Twenty five years ago I leveraged practically every cent our young family had and missed my younger child’s fourth birthday to attend a conference on libertarian political theory held at Dartmouth College organized by the CATO Institute. There, I asked executive director David Boaz whether private school vouchers should initially be introduced to assist those living in poverty or whether their adoption should be offered to each public school student. He advised that they should first be provided to low income students so that more of the general public would rally around their use.
Much has changed, in a positive way, for public education reform since that time. The Friedman Center for Education Choice estimates that there are now 25 school voucher programs in 14 states and the District of Columbia that enroll over 148,000 kids. In addition, the same organization reveals that currently 3,000 students take advantage of educational savings accounts in five states, with another 202,000 pupils benefiting from 20 tax-credit scholarship arrangements found in 16 localities. Finally, the National Alliance of Public Charter Schools details that during the 2013 to 2014 school term over 2.5 million students attended charter schools.
Recently, Nevada passed an educational savings account plan available to almost all families, independent of income. The editors of the Washington Post claim this is too much. “By subsidizing families who do not need aid, the state wastes public money that would be better directed to low-income students in academically struggling schools.”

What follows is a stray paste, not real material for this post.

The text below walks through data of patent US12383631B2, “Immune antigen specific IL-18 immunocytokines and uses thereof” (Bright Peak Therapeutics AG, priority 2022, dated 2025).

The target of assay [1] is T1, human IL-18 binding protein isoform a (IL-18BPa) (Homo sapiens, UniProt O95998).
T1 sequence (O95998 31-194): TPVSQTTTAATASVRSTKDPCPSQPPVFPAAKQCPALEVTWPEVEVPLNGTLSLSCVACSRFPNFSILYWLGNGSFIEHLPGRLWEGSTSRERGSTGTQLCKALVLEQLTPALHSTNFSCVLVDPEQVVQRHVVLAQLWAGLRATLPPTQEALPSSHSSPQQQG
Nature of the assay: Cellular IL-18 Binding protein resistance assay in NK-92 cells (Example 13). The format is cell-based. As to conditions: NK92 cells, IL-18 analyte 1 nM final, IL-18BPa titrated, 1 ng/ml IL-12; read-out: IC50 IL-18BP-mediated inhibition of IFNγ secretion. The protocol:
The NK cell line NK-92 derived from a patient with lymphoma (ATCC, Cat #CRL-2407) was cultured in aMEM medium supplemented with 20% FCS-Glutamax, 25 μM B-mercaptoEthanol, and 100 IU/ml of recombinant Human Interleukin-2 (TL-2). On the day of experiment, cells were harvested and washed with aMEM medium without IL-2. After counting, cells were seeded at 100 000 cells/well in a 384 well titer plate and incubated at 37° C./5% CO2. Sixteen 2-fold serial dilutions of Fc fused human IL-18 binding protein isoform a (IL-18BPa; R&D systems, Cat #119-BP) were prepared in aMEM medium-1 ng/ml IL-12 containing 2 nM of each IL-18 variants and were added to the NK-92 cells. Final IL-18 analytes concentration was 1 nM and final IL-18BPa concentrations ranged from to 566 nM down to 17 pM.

The problem for the Post is that wealthy parents can afford to send their children to private schools so, according to the newspaper’s editors, it is not right to reimburse them up to $5,000 a child for the cost. But this is actually an antiquated view of how public education is funded in America today.
For example, in the nation’s capital we provide all public school students essentially a scholarship to attend the traditional public or charter school of their choice equal to the amount dictated by the Uniform Per Student Funding Formula. Could you imagine the outrage if we told taxpaying citizens that they had to cough up the money to send their children to some of our high performing facilities just because of how much they make?
This issue becomes even more relevant considering what took place just a few days ago in Washington State. Their Supreme Court ruled that charter schools are unconstitutional, because, according to the Associated Press “charter schools don’t qualify as ‘common’ schools under Washington’s Constitution and can’t receive public funding intended for those traditional public schools.” The decision creates chaos for the 1,200 kids already enrolled in the nine charters that have been established. Our local charter school support organization, Charter Board Partners, opened a Seattle office in 2014.
The ruling by the Seattle Supreme Court came after a year of deliberation and was based upon the fact that charters are run by a non-publicly elected board of directors. Instead of seizing on a particular governance structure or whether affluent families can take advantage of educational savings accounts we should re-focus our attention on the benefit of our children. We should allow families to send their kids to the school of their choice.